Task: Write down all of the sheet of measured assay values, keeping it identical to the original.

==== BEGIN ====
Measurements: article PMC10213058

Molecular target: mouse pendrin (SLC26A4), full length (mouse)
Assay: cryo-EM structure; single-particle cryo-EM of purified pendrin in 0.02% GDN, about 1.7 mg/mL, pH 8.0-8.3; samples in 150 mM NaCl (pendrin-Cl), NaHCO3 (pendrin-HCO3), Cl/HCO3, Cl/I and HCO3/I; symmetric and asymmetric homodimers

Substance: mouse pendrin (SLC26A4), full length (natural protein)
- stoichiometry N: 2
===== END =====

Measurements: article PMC10213058

Molecular target: mouse pendrin (SLC26A4), full length (mouse)
Assay: cryo-EM structure; single-particle cryo-EM of purified pendrin in 0.02% GDN, about 1.7 mg/mL, pH 8.0-8.3; samples in 150 mM NaCl (pendrin-Cl), NaHCO3 (pendrin-HCO3), Cl/HCO3, Cl/I and HCO3/I; symmetric and asymmetric homodimers

Substance: mouse pendrin (SLC26A4), full length (natural protein)
- stoichiometry N: 2